Thursday, 6 December 2012

Winter. Delivered and Sealed with Wax

These breathtakingly sharp mornings really make you realise you’re alive at this time of year and, as the weather seriously ‘deteriorates’ around New Year, some spectacular feathered visitors enter the garden where it adjoins a marshy field, the source of much of the water that passes along the brooks splitting it  into three as it happens
The regular frosts set The Lady Burton reminiscing on the vagrants accommodated in the few years we’ve lived here and while doing so The Dog also expressed the wish to go to Warwickshire Wildlife Trust HQ at Brandon Marsh east of Coventry to photograph the waxwings he said had been seen there regularly in preceding days
On searching the Birdguides website feature Bird News Extra it became apparent that this small winter visitor to Britain was enjoying another ‘explosion’ year to these isles, an event which usually occurs, it seems, when the berry crops in their native Scandinavia are poor. There were a number of records of small flocks of birds, perhaps not as many as two years ago, but a good number nevertheless, in Warwickshire but also Northamptonshire and Leicestershire both of which are close-by
Now, as with angling, if you are not a twitcher chasing rarities, or swims guaranteed to be full of fish, it is simply a case of being in the right place at the right time and those right places are suitable berry trees, usually rowans and the like, which the slightly larger wintering thrush  species have not got to first. And the most likely location for such tree species? Modern housing estates and supermarket car parks!

This little research also showed there to have been a small number very close to where I work (if you can call it work, emergency services, oil rigs, that’s work). Next morning a slight detour took me past ‘the tree’ and lo and behold there they still were, 12 of them dangling at all angles from branches like massive tits, so to speak, to get the very last berries from the groaning sapling within feet of the nine o’clock traffic...and the only day I hadn’t taken my camera with me for about two weeks...there’s organisation for you, I’ll be forgetting my bait next! My colleague managed a ‘Wow’ but inside I was bubbling over, I’d seen one in profile two years ago near Lutterworth but this was the first time a proper view had been obtained in all-but 50 years. The Old Duffer was immediately informed, or at least his ansafone was, but whether he made it out there before they departed is yet to be discovered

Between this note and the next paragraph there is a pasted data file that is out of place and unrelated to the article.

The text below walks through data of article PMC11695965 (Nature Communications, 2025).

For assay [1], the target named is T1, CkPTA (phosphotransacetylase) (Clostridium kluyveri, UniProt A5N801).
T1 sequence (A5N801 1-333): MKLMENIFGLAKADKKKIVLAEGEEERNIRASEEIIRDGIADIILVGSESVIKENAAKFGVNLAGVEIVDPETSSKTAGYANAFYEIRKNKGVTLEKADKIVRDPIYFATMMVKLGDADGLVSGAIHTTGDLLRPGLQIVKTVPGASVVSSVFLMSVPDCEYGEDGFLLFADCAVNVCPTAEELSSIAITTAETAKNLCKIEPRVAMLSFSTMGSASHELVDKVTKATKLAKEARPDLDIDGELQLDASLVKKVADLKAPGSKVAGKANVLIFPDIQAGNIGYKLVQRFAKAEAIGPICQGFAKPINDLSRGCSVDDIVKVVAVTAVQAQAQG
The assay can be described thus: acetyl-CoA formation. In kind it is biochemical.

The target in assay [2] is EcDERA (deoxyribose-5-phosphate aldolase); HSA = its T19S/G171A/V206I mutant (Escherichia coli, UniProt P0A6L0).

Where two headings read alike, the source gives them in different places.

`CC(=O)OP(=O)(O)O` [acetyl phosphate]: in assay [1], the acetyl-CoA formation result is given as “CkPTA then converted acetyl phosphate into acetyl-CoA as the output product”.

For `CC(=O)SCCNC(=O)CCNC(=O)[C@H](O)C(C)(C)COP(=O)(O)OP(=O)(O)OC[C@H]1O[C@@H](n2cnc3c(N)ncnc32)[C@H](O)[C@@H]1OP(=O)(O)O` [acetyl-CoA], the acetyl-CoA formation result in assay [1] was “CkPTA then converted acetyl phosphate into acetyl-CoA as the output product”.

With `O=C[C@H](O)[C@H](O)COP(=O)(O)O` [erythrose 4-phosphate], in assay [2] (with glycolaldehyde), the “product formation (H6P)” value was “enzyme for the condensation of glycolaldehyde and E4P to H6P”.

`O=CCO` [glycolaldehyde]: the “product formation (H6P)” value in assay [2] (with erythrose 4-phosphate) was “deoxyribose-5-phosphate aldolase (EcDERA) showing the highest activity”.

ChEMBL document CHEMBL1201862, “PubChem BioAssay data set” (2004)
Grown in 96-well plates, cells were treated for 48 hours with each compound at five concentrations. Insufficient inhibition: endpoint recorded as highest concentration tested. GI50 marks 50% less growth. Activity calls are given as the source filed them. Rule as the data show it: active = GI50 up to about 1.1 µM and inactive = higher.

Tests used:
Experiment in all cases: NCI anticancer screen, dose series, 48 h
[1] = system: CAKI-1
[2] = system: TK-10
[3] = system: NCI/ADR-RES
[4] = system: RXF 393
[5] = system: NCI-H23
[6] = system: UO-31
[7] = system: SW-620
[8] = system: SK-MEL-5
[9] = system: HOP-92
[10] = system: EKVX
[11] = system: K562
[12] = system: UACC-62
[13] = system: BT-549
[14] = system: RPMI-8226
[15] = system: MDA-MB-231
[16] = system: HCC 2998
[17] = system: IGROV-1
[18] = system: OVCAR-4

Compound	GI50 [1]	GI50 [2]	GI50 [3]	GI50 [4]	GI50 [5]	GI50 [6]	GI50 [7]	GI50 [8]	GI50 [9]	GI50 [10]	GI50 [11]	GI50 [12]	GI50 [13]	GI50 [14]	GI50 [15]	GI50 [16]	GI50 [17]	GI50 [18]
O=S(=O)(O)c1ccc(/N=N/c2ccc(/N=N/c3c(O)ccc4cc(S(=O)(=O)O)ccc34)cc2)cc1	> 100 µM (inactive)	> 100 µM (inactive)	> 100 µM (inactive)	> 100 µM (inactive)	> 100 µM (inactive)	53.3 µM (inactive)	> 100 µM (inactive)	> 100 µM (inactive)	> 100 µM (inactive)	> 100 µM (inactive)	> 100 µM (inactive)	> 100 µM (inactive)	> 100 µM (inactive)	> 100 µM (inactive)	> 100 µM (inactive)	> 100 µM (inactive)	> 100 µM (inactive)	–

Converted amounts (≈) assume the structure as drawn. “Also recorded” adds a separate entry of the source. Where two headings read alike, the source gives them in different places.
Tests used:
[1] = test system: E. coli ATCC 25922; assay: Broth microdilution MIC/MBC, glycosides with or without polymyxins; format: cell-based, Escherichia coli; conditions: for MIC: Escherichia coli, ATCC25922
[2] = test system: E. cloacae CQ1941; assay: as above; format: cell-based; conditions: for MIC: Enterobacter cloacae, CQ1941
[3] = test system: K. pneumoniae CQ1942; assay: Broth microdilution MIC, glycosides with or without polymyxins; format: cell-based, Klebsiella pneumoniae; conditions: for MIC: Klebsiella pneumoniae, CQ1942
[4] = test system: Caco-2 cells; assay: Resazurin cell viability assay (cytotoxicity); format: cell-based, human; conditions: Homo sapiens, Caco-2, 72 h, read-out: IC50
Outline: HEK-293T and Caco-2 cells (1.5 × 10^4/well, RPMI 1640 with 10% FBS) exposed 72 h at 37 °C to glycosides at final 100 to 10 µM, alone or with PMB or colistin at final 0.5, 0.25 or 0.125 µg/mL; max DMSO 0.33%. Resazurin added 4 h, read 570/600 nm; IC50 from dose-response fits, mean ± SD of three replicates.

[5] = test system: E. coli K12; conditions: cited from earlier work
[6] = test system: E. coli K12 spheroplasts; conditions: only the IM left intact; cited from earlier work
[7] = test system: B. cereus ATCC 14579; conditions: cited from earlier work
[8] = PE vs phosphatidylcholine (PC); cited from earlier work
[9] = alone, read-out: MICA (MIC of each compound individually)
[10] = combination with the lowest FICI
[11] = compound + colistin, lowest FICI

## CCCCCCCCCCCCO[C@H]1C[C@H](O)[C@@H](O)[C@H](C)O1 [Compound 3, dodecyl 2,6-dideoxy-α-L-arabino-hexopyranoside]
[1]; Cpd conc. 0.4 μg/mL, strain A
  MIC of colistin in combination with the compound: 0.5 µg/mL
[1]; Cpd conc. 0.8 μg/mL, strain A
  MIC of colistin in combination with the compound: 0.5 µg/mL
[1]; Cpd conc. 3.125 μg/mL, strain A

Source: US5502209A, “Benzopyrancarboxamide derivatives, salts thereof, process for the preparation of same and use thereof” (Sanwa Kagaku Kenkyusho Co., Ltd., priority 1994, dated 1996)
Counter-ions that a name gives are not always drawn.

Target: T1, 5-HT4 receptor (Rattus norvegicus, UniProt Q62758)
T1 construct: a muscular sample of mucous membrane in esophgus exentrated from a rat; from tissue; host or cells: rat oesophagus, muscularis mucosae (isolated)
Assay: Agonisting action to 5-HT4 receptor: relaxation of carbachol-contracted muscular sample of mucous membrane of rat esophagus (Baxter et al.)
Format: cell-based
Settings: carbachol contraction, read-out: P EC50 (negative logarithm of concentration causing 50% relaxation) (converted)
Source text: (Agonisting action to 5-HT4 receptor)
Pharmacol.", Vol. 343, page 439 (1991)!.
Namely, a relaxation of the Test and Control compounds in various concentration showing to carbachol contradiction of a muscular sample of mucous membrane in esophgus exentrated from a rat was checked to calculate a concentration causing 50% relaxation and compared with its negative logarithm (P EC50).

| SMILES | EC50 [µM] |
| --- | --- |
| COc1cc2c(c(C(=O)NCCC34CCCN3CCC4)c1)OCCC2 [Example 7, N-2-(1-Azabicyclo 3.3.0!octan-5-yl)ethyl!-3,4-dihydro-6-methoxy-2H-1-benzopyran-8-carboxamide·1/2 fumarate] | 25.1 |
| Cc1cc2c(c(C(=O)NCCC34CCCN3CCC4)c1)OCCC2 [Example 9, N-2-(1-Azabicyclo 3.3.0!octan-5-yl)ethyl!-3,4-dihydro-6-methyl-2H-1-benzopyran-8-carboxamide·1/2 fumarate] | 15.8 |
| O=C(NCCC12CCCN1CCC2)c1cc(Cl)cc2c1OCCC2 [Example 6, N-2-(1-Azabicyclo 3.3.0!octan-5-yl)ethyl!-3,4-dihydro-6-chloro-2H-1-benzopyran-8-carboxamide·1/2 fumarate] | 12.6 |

When we arrived at the office to spread said excitement Becca couldn’t resist the attraction and returned armed with some good photographs considering she was using a compact camera and, later that same day, they were gone - the tree completely stripped bare 

Waxwings are extremely colourful birds if you are fortunate enough to get the sun on them, we didn’t, with little yellow and red blobs of colour looking like parts of the wings have been dipped in bright sealing wax (for those under thirty - think brush bristles dipped in custard and letter-box paint) and their pronounced crests set them apart from other birds. They loiter in high trees near their feeding locations which then, most notably, seem to be attacked in the afternoon as they proceed to strip berries in gorging sprees between fleeing back to the vantage point and they will often stay in one location until there is no food left at all. Hardly optimal foraging strategy for these birds slightly smaller than a starling but a strategy nevertheless and if one has flown hundreds of miles across the North Sea to find food maybe it is too risky to leave any for the thrushes

That was the engaging event of the week and totally eclipsed this morning’s tour of canal bridges looking for an ice-free peg, needless to the say the warmth of the house was soon returned to and a normal working day resumed...well, ‘normal’ except that it involved a long discussion about the state of the earth, man’s destruction of it and the of principles Gaia; now don’t get me started on that again!

UPDATED 08 12 12 with some our own (that's The Dog and I) waxwing pics taken on Myton Road, Warwick during a semi-twitch, i.e. we had to go to Homebase so why not?!

Gaia, A New Look at Life on Earth. James Lovelock, OPB, 1982 (& subsequent publications)
The Birds of Northern Europe, Birdguides App

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